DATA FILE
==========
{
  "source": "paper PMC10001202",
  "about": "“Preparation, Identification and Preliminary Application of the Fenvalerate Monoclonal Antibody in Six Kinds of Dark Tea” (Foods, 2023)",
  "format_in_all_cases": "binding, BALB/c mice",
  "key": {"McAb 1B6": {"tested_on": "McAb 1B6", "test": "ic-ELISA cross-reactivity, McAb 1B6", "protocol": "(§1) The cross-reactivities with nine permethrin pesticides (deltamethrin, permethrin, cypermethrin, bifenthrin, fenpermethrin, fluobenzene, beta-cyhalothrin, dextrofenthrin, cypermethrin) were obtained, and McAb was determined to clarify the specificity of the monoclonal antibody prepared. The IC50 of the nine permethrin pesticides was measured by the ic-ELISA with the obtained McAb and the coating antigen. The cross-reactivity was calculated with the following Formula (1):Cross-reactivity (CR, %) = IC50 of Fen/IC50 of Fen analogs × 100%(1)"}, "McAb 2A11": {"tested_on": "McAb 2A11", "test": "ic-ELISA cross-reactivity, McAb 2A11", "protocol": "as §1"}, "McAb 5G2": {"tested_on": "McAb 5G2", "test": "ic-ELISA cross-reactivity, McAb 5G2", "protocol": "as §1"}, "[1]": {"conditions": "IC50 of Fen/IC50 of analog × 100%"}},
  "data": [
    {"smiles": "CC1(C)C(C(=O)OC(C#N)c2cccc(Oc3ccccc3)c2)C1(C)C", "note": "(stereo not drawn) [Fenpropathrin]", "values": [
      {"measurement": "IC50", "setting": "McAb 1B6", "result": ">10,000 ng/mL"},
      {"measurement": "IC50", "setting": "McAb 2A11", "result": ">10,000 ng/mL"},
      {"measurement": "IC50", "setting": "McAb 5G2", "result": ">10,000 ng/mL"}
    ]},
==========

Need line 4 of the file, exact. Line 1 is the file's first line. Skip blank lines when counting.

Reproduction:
  "format_in_all_cases": "binding, BALB/c mice",